Sounds Like Your Next Story!

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SOUNDS LIKE YOUR NEXT STORY!: a short play with infinite scenes.

Cast:
The WRITER
Well-Meaning FRIENDs and FAMILY

SCENE 1:

Lights up on the WRITER and a FRIEND, having coffee.

WRITER: I forgot to tell you about the date. The guy literally asked the bartender out right in front of me, and so—

FRIEND: Hey, at least you could get a great short story out of that! You could give him a really stupid name!

WRITER: Ha, yeah. Well.

SCENE 2:

Lights up on WRITER and NEIGHBOR’S BOYFRIEND, at a barbecue.

WRITER: So I was like, “Excuse me, are you with the Secret Service?” and she’s like—

NEIGHBOR’S BOYFRIEND: Wait, wait, have you written this down? Aren’t you a writer? This would make a great story!

SCENE 3:

Lights up on WRITER and CABBIE, in cab.

CABBIE: Are people always telling you their crazy ideas for stories?

WRITER: You’d think so. Maybe that happens more to, like, thriller writers. And I wouldn’t mind that so much. What they tend to do is point out everything in my life that they think would make a good story. Like, “Oh, you broke your arm! That should be a story!” They mean well, I know. But it’s awfully repetitive. Like, every conversation I ever have ends the same way.

CABBIE: Do you use their ideas?

WRITER: Never. Because even if I would have used something for a story, now it’s tainted by the cloying voice of this person telling me it would make a great story.

CABBIE: Yeah, that would be annoying. Hey, maybe you could write something about that!

SCENE 4:

Lights up on WRITER, posting on Facebook.

WRITER: I have mice in my kitchen. Anyone know any humane ways to get rid of them?

COLLEGE ACQUAINTANCE: Ha, sounds like the makings of a short story!

WRITER: No, seriously, there are three mice on my counter right now. This isn’t funny.

WRITER’S AUNT: Do I sense a novel coming on? LOL

WRITER: Okay, I’m checking into a hotel.

FRIEND OF A FRIEND: Hope there are some great characters there! Can’t wait to read this story!

SCENE 5:

Lights up on WRITER and DATE at cocktail party.

WRITER: I’m sorry I’m not myself. My dog was run over by a bus last week.

DATE: Oh, that’s terrible. A bus? Wow. I mean, you’re the writer, not me, but don’t you think that would make a great detail for a story?

WRITER: Excuse me, I think my phone is buzzing.

SCENE 6:

Lights up on WRITER at Thanksgiving dinner.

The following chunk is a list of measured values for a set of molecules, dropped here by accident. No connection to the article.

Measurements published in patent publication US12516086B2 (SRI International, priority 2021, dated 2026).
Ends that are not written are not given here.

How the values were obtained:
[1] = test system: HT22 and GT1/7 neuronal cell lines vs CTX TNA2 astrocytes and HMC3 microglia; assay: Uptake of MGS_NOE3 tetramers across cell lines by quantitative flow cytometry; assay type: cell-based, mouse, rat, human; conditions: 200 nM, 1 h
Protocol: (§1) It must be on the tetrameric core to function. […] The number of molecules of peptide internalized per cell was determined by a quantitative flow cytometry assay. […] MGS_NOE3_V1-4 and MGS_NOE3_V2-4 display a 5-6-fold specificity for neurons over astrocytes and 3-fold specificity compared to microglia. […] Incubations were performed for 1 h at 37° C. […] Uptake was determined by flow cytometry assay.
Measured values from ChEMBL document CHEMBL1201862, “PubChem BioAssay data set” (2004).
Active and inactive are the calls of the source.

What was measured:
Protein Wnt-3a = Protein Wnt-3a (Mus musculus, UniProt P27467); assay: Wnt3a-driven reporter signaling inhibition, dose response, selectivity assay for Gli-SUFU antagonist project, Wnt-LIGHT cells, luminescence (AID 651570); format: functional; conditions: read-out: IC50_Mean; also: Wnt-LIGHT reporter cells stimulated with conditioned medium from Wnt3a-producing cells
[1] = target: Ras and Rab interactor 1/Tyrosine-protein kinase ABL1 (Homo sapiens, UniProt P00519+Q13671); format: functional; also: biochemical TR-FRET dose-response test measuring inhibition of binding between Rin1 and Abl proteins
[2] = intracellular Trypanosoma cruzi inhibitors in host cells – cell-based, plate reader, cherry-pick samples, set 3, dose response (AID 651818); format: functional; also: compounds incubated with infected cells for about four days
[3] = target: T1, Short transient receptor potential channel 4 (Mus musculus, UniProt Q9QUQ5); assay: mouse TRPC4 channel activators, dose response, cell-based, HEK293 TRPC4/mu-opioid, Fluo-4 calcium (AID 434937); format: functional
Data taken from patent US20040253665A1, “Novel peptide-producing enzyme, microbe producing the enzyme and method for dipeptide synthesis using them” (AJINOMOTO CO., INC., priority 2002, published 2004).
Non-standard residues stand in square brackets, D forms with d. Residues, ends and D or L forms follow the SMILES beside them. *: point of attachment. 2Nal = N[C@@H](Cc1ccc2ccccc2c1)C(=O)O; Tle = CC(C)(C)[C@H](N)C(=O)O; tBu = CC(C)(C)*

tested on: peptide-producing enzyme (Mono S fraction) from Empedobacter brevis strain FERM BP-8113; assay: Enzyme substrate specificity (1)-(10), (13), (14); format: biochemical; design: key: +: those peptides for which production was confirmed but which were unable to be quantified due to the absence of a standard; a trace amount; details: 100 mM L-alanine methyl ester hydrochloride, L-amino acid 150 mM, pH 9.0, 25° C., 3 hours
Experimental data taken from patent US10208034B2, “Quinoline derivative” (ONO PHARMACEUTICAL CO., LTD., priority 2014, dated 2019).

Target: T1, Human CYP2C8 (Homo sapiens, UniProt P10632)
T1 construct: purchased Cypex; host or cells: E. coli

WRITER: You’re allergic to corn? I don’t think I’ve heard that one before.

GRANDMOTHER: Oh, look at her! I see the wheels turning! This is how little story ideas hatch!

WRITER: No, Gran, I was just asking Alice about her corn allergy, and—

UNCLE TOBY: Alice, watch out, she’s gonna write about you!

WRITER: Actually I’m really interested in food allergies. I was reading about—

COUSIN GERTRUDE: See, Alice? You have to be careful what you tell our writer here, or you’ll wind up in one of her books!

WRITER: Oh my god.

SCENE 7:

Lights up on WRITER and WELL-MEANING FRIEND at Target.

WRITER: Check it out, they’re selling butter-scented candles.

FRIEND: Hey, that would make a great story!

WRITER: It would? Butter-scented candles?

FRIEND: I mean, I’m sure you could do something hilarious with it.

WRITER: Thank you. Thank you. Really. Because my whole problem is I’m incapable of noticing things I might want to write about. I walk through this world blind, and it’s not till helpful people shove things in my face and suggest that I write about them that I ever have an idea.

FRIEND: Dude. What the hell is your problem?

WRITER: I’m sorry. I snapped. Sometimes I snap. I’m sorry.

FRIEND: Wouldn’t that be a great story? The writer who snapped at her friend in Target?

SCENE 8:

Lights up on WRITER, alone in house, calling 911

WRITER: (hyperventilating) You have to help me, there’s a bear on my porch.

DISPATCHER: Are you safe inside?

WRITER: Yes, but my computer’s out there, and I’m a writer, and he’s eating my computer. Oh my god, and my zip drive. It has my entire manuscript on it, and he’s, like, tearing it to shreds and ingesting it.

DISPATCHER: A writer? Really? What do you write?

WRITER: Literary fiction. Could you please get the hell over here?

DISPATCHER: Because—who knows, but wouldn’t this make a great story? Maybe, like, the start to a story. Maybe the story just starts with a bear.

WRITER: Oh my god, he’s hitting the window! He’s hitting the window with what’s left of my laptop. Jesus Christ, he’s breaking the glass!

DISPATCHER:  Not to tell you what to write or anything, but wouldn’t that be funny? A writer’s sitting there typing, and up comes this huge bear. And maybe in your story it’s a typewriter, you know, like old-timey? Because the ribbons would get all tangled. Wouldn’t that be hilarious?

WRITER: Listen, you need to get the fu—oh god no—mmffffmfffffffffffaaaaafffffff

DISPATCHER: All I’m saying is, feel free to use that. It’s yours.